Advertisement

MAIT Cells pp 191-207 | Cite as

Production of MR1 Tetramers Loaded with Microbial Ligands

  • Nicole A. Ladd
  • Cara A. Froyd
  • Erin J. AdamsEmail author
Protocol
Part of the Methods in Molecular Biology book series (MIMB, volume 2098)

Abstract

In lieu of peptides, the monomorphic MHC-I-like molecule MR1 presents small molecule antigens to stimulate a subset of αβ T cells known as mucosal-associated (semi-) invariant T (MAIT) cells or, more broadly, MR1-restricted (MR1T) cells. The MR1 ligands identified to date are limited to derivatives and intermediates of the riboflavin and folate biosynthesis pathways and their presentation is therefore thought to be an indicator of infection by microbial species that can synthesize riboflavin. MAIT cells have, in recent years, been studied and isolated using a tetrameric reagent of recombinant MR1 loaded with the canonical ligand 5-OP-RU due to its potency toward MAIT clones. However, new evidence has shown that the repertoire of MR1 ligands is much more diverse than previously appreciated and, consistent with this, that the 5-OP-RU tetramer does not bind all MR1T cells. To study MR1-restricted T cell clones in the context of unique bacterial infection, we have generated a tetramer of MR1 loaded with diverse microbial antigens. The production of this reagent is detailed in this chapter.

Key words

MR1 MAIT Recombinant protein Microbes Mucosal immunity T Cell Receptor MR1T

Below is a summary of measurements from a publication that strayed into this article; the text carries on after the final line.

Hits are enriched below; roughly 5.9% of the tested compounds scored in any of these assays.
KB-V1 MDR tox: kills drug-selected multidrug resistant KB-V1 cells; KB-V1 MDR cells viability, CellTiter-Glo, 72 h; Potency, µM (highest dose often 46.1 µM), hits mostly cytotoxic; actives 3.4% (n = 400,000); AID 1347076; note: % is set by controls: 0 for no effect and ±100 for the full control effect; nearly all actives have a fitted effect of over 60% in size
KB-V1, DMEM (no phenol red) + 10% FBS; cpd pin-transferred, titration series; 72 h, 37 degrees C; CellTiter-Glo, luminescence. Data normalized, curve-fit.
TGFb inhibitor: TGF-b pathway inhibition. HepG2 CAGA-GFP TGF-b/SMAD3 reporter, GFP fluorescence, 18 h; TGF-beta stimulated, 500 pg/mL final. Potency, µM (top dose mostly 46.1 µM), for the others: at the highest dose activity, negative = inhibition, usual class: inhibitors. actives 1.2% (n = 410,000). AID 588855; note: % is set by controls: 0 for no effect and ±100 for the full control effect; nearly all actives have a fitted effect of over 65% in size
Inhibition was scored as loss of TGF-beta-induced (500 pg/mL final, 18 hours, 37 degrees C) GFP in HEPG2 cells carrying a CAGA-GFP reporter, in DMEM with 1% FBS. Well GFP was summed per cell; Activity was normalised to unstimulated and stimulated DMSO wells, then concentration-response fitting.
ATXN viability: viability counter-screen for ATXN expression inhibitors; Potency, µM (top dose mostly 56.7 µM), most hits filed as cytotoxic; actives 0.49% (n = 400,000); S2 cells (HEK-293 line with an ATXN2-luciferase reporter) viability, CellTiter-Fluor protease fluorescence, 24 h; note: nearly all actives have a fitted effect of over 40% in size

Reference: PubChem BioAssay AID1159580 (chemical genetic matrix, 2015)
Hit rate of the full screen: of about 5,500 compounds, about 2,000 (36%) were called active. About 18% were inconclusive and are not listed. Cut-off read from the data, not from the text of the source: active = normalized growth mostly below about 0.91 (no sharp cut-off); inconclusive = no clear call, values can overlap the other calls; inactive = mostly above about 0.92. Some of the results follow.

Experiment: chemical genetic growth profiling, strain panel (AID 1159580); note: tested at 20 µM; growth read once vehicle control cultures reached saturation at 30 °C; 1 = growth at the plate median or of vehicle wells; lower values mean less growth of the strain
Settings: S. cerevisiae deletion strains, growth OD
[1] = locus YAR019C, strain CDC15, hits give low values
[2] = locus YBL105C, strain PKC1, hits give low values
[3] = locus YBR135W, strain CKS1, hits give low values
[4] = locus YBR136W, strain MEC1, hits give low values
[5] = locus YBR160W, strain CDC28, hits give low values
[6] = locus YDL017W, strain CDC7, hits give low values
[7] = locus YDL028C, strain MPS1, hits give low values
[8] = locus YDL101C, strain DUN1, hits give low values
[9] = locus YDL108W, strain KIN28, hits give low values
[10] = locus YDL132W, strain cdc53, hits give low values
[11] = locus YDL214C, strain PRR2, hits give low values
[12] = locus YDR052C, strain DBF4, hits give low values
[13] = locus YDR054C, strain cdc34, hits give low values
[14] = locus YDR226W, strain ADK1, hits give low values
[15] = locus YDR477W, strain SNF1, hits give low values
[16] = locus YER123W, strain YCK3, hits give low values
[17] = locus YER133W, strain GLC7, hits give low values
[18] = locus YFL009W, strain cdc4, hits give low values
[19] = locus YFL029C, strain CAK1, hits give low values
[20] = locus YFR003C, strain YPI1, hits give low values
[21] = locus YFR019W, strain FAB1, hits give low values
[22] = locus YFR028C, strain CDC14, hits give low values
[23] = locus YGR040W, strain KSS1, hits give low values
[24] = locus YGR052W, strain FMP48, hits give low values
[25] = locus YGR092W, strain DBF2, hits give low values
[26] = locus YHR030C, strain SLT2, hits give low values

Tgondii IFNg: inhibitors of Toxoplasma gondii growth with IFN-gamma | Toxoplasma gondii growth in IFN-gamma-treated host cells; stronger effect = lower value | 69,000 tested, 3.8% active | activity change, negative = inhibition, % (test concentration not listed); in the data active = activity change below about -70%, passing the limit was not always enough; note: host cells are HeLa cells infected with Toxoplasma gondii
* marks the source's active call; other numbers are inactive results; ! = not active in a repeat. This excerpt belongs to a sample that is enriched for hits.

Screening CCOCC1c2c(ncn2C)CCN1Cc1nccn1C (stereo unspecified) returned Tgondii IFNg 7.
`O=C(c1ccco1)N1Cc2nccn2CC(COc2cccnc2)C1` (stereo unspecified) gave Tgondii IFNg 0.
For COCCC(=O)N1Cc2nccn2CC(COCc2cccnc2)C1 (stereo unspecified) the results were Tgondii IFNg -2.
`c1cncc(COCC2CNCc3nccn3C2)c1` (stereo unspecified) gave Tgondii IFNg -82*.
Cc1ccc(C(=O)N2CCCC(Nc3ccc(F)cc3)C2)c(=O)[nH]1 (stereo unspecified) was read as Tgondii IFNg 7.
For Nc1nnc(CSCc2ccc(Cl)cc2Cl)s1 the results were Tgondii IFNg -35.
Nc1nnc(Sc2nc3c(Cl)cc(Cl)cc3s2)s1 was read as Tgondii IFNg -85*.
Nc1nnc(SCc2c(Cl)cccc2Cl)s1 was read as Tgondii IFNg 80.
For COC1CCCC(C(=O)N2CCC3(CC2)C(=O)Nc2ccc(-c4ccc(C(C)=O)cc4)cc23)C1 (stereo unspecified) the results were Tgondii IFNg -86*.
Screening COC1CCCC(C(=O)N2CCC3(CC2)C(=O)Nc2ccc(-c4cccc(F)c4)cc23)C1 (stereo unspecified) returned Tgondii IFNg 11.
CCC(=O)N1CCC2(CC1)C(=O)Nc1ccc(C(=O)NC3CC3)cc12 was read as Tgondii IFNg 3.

Notes

Acknowledgments

We would like to acknowledge the Bill and Melinda Gates Foundation for funding this protocol development, grant # OPP1131709, and the T32 Training Grant to the University of Chicago: GM007183. We thank members of the Lewinsohn Lab at Oregon Health and Science University, Dr. Melanie Harriff, Dr. Adrienne Luoma, Dr. Sobhan Roy, and Dr. Caitlin Castro for helpful discussions during protocol development.

References

  1. 1.
    Corbett AJ, Eckle SBD, Birkinshaw RW et al (2014) T-cell activation by transitory neo-antigens derived from distinct microbial pathways. Nature 509:361–365CrossRefGoogle Scholar
  2. 2.
    Harriff MJ, McMurtrey C, Froyd CA et al (2018) MR1 displays the microbial metabolome driving selective MR1-restricted T cell receptor usage. Sci Immunol 3:eaao2556.  https://doi.org/10.1126/sciimmunol.aao2556CrossRefPubMedGoogle Scholar
  3. 3.
    Treiner E, Duban L, Bahram S et al (2003) Selection of evolutionarily conserved mucosal-associated invariant T cells by MR1. Nature 422:164–169CrossRefGoogle Scholar
  4. 4.
    Porcelli S, Yockey CE, Brenner MB et al (1993) Analysis of T cell antigen receptor (TCR) expression by human peripheral blood CD48 alpha/beta T cells demonstrates preferential use of several V beta genes and an invariant TCR alpha chain. J Exp Med 178:1–16CrossRefGoogle Scholar
  5. 5.
    Lopez-Sagaseta J, Dulberger CL, McFedries A et al (2013) MAIT recognition of a stimulatory bacterial antigen bound to MR1. J Immunol 191:5268–5277CrossRefGoogle Scholar
  6. 6.
    Lopez-Sagaseta J, Dulberger CL, Crooks JE et al (2013) The molecular basis for Mucosal-Associated Invariant T cell recognition of MR1 proteins. Proc Natl Acad Sci 110:E1771–E1778CrossRefGoogle Scholar
  7. 7.
    Gherardin NA, Keller AN, Woolley RE et al (2016) Diversity of T cells restricted by the MHC class I-related molecule MR1 facilitates differential antigen recognition. Immunity 44:32–45CrossRefGoogle Scholar
  8. 8.
    Murhammer DW (ed) (2007) Baculovirus and insect cell expression protocols, Methods in Mol Biol, vol 388. Springer, HeidelbergGoogle Scholar

Copyright information

© Springer Science+Business Media, LLC, part of Springer Nature 2020

Authors and Affiliations

  • Nicole A. Ladd
    • 1
  • Cara A. Froyd
    • 1
  • Erin J. Adams
    • 1
    Email author
  1. 1.Department of Biochemistry and Molecular BiologyUniversity of ChicagoChicagoUSA

Personalised recommendations